Updated from 4:05 p.m. EST

Stocks closed solidly higher Tuesday with the


hitting a new 2004 high, as investors welcomed the

Federal Reserve's

decision to raise interest rates for the fifth time since June.

Positive comments from

General Electric

(GE) - Get Report

also lent support.


Dow Jones Industrial Average

added 38.13 points, or 0.4%, to 10,676.45, moving closer to its 2004 high of 10,737 set on Feb. 11. The

S&P 500

gained 4.7 points, or 0.4%, to 1203.38, a level not seen since August 2001. The Nasdaq rose 11.34 points to 2159.84, surpassing its previous 2004 peak of 2153.83 recorded on Jan. 26.

In other markets, the 10-year Treasury note erased a quarter-point loss and was up 4/32 in price, yielding 4.13%. The dollar firmed and held gains against the yen and euro.

Volume on the


was 1.54 billion shares, with advancers beating decliners by a ratio of 5-to-3. Volume on the Nasdaq was 2.23 billion shares, with advancers beating decliners 6-to-4.

The Fed's policy panel raised the federal funds rate by a quarter-point to 2.25% without any major changes to the accompanying statement.

"The committee believes that, even after this action, the stance of monetary policy remains accommodative and, coupled with robust underlying growth in productivity, is providing ongoing support to economic activity," the Federal Open Market Committee said in its statement.

"The committee perceives the upside and downside risks to the attainment of both sustainable growth and price stability for the next few quarters to be roughly equal," the FOMC said. "With underlying inflation expected to be relatively low, the committee believes that policy accommodation can be removed at a pace that is likely to be measured."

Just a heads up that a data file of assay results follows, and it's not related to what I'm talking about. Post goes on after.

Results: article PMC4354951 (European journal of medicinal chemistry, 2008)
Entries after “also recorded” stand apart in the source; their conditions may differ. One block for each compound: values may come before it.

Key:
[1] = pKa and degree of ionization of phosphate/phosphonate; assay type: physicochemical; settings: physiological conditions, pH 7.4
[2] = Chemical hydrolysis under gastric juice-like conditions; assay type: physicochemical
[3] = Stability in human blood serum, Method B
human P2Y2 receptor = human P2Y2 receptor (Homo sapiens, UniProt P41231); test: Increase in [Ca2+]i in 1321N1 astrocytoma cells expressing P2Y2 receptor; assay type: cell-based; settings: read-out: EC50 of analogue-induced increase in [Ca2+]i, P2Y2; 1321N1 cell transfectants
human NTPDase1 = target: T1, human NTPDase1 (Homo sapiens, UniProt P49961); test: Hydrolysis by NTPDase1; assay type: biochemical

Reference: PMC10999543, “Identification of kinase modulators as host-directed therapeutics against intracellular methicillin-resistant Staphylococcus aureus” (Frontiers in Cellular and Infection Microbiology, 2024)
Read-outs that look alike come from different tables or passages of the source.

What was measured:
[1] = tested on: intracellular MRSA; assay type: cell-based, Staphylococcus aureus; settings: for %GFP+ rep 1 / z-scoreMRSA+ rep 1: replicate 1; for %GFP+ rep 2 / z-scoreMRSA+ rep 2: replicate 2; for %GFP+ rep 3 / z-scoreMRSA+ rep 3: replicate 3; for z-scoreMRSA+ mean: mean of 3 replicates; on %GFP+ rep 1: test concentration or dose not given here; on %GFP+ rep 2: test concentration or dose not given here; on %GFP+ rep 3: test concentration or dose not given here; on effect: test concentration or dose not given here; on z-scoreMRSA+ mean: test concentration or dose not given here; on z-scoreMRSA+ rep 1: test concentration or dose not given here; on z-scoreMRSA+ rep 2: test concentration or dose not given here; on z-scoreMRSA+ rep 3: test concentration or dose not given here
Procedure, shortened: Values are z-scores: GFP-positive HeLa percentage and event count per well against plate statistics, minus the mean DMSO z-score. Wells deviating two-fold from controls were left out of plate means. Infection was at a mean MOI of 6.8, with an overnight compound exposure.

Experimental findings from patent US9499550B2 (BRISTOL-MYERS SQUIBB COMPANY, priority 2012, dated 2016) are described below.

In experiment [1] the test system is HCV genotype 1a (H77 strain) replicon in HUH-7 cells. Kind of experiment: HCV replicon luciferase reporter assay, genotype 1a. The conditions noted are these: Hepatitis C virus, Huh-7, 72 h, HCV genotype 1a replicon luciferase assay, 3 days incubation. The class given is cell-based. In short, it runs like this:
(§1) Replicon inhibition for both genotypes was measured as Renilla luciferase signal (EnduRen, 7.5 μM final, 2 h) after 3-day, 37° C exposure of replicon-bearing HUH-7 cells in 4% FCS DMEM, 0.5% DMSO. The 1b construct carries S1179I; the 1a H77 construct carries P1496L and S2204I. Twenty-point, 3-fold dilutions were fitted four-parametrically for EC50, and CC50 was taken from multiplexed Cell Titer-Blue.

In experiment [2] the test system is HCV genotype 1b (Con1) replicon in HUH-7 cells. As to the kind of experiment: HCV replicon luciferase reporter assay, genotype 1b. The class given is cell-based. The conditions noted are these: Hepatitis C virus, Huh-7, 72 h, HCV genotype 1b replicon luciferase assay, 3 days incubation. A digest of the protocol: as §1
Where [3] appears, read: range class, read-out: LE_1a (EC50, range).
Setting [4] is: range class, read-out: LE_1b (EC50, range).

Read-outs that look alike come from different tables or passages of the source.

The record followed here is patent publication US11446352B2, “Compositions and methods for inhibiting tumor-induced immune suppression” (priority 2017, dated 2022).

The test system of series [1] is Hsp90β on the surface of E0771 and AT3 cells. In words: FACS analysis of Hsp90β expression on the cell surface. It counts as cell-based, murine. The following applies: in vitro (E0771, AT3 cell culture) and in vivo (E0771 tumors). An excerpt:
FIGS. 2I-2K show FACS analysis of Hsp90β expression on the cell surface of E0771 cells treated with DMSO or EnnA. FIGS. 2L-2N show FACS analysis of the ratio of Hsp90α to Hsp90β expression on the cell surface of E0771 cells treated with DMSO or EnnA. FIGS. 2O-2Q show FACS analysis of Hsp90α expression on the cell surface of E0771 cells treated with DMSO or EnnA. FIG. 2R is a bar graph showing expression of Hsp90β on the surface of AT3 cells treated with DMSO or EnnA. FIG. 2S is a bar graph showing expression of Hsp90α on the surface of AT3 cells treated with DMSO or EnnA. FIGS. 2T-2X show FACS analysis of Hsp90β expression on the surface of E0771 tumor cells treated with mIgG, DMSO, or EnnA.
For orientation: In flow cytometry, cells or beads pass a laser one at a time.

Analysts said the upbeat statement, which was nearly identical to the one accompanying the Fed's Nov. 10 rate hike, could help stocks finish 2004 strong.

"The moderate Fed provides the continuing backdrop for the market to rally," said Barry Hyman, equity market strategist for Ehrenkrantz King Nussbaum. "There were no surprises, nothing to upset the equity players. This market has been strong for the last quarter and I think it remains strong.

"We should still see that trend go into 2005," Hyman said. "You have a good background for equity prices remain on a positive note, which is why you see this rally now. It takes the market up to the next level."

"The expectation to today's tightening was unanimous," added Arthur Hogan, chief market analyst with Jefferies. "The only thing that has changed is our interpretation of the word 'measured.' It has turned into 25 basis points at every meeting."

Crude prices closed higher, gaining 81 cents to $41.82 a barrel, supported by a cold snap in the Northeast and OPEC's pledge to limit supply in coming months.

In economic news, the Commerce Department said the U.S. October trade gap widened 8.9% to a record $55.5 billion. Economists had expected a deficit of $52.8 billion. Imports rose 3.4% to a record $153.5 billion, the biggest increase since November 2002. Exports rose 0.6% to a record $98.1 billion.

"The main concern was over what the dollar is going to do and how the trade deficit would offset that," said Brian Williamson, an equity trader with Boston Company Asset Management. "The dollar weakened for a bit and then firmed. It might be telling us that the Fed's .... tightening will firm up the dollar, even with the deficit issues."

General Electric reiterated forecasts for fourth-quarter earnings of 48 cents to 51 cents a share, up 7% to 13% from a year ago. The company expects revenue to increase by 15% to between $5.2 billion to $5.5 billion during the period. GE also forecast 2005 EPS of $1.75 to $1.83. Shares lost 10 cents, or 0.3%, to $37.38.